Bernardo Bertolucci

I think that Hollywood should also be influenced by directors from Hong Kong. You see how Quentin Tarantino is really the example of how you can develop, and how you can go ahead if you accept the existence of different cinematic cultures. There you have Quentin playing with kung-fu. That’s why the independents are the most interesting.

The problem in Hollywood is that they try to become the only kind of cinema in the world, okay? The imposition everywhere of a unique culture, which is Hollywood culture, and a unique way of life, which is the American way of life. But Hollywood has forgotten that, in the past, what made Hollywood great and what made it go ahead was the fact that Hollywood was fed with, for example, Jewish directors coming from Germany or Austria and enriching Hollywood. In 15, 20 years, Hollywood became imperialistic. Cinema goes ahead when it is marriaged by other culture. Otherwise, it turns on itself.

I think that what I learned then, I didn’t know I was learning. I just knew that I was very privileged to see somebody who was a writer, a great poet, and very smart-faced. Suddenly Pasolini becomes a director, so he has to invent cinema. It was like watching the invention of cinema. But I found out that Pasolini taught me a lot. It was, especially, the kind of respect that he had for reality. He had kind of epiphanies in his movies, like when a moment becomes full of grace, and it is like as if it was the most important moment in the life of a character.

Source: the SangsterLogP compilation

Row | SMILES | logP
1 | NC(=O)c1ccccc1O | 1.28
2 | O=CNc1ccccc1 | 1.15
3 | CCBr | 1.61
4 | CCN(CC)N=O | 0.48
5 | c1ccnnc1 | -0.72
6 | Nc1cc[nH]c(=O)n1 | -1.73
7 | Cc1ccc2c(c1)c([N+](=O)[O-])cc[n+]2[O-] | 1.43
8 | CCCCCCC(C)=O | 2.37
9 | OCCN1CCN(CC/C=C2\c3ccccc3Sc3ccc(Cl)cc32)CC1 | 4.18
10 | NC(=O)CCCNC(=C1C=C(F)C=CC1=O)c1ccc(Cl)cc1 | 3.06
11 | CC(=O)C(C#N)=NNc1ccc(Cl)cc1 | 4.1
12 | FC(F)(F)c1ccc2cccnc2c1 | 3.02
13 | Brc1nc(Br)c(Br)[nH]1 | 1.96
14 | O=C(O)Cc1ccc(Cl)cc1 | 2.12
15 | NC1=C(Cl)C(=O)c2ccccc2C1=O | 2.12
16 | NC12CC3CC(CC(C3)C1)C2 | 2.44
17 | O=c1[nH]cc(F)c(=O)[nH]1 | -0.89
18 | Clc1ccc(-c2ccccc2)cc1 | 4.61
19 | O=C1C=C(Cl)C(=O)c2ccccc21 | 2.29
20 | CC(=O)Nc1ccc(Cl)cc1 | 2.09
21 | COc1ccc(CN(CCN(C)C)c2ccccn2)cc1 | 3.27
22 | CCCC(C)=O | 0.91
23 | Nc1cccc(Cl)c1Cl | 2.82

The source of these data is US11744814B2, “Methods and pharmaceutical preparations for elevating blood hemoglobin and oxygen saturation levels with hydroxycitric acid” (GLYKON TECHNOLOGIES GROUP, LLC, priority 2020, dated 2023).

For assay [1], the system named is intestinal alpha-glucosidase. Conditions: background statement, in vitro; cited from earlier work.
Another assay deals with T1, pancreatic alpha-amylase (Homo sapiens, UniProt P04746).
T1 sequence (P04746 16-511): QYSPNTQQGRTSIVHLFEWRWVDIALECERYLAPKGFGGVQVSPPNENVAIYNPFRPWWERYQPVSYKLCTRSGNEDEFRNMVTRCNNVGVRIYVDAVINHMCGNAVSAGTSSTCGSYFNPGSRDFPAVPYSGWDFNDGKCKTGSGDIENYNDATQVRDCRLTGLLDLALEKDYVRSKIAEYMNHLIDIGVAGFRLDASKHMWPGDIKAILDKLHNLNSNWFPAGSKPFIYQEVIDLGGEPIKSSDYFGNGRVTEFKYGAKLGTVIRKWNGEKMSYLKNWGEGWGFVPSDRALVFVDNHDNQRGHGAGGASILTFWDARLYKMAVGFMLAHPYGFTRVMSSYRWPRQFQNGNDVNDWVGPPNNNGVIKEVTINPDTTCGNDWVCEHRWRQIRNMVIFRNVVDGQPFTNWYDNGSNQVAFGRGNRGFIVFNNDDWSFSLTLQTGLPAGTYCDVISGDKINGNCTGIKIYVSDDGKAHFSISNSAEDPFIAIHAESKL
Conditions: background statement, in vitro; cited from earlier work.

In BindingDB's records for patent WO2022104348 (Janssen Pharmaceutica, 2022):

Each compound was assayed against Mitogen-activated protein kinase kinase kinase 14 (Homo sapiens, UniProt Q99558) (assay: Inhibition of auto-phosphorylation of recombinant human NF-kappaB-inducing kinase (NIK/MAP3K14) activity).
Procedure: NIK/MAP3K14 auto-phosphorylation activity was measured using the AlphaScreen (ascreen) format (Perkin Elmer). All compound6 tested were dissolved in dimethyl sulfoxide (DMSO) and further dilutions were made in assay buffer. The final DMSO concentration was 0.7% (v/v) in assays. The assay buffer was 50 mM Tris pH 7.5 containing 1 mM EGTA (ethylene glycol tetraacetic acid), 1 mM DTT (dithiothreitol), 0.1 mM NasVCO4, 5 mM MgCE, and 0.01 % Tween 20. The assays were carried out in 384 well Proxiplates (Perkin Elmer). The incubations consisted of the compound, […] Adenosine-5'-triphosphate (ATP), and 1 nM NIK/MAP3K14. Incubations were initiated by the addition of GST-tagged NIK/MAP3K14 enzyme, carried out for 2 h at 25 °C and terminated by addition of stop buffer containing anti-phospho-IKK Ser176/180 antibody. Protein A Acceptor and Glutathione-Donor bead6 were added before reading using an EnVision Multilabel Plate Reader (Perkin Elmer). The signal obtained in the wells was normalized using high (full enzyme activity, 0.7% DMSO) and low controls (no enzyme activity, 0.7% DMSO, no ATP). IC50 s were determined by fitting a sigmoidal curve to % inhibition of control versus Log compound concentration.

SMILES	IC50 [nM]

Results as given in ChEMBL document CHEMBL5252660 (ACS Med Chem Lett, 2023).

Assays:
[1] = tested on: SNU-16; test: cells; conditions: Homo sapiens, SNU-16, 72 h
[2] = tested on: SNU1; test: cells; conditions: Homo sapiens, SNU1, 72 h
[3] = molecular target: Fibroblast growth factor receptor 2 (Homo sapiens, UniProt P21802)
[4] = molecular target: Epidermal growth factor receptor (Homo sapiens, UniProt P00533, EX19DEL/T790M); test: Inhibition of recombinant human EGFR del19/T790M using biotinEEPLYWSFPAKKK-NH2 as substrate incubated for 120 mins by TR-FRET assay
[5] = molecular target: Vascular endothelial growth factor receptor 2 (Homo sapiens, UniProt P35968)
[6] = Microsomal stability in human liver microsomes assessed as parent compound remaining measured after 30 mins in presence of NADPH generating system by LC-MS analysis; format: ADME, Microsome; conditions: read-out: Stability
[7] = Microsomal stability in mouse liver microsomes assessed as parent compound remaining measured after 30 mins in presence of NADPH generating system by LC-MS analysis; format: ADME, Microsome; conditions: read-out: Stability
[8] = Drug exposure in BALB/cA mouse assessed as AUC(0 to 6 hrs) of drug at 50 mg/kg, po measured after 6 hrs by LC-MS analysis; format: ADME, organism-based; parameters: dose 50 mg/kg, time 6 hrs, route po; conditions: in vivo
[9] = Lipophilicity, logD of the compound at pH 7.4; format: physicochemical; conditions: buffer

The life before ’68 was very different from the life after ’68. Before ’68, our days were full of authoritarian moments. There were authorities everywhere. In fact, the movement of ’68 was young people against their authorities, children against their parents. And that remained. The most important thing of all, the thing that lasted, was the first feminist movement and the position of women in society. That completely changed and that was very, very important.

What I was talking about was, of course, very autobiographical – ’68 was the moment when all the young people were incredibly excited, because when we were going to sleep, we knew we would wake up not tomorrow, but in the future. There was a sense of future that was the result of the mixture of politics, cinema, music, the first joints. And the movies were a very important part of that cocktail.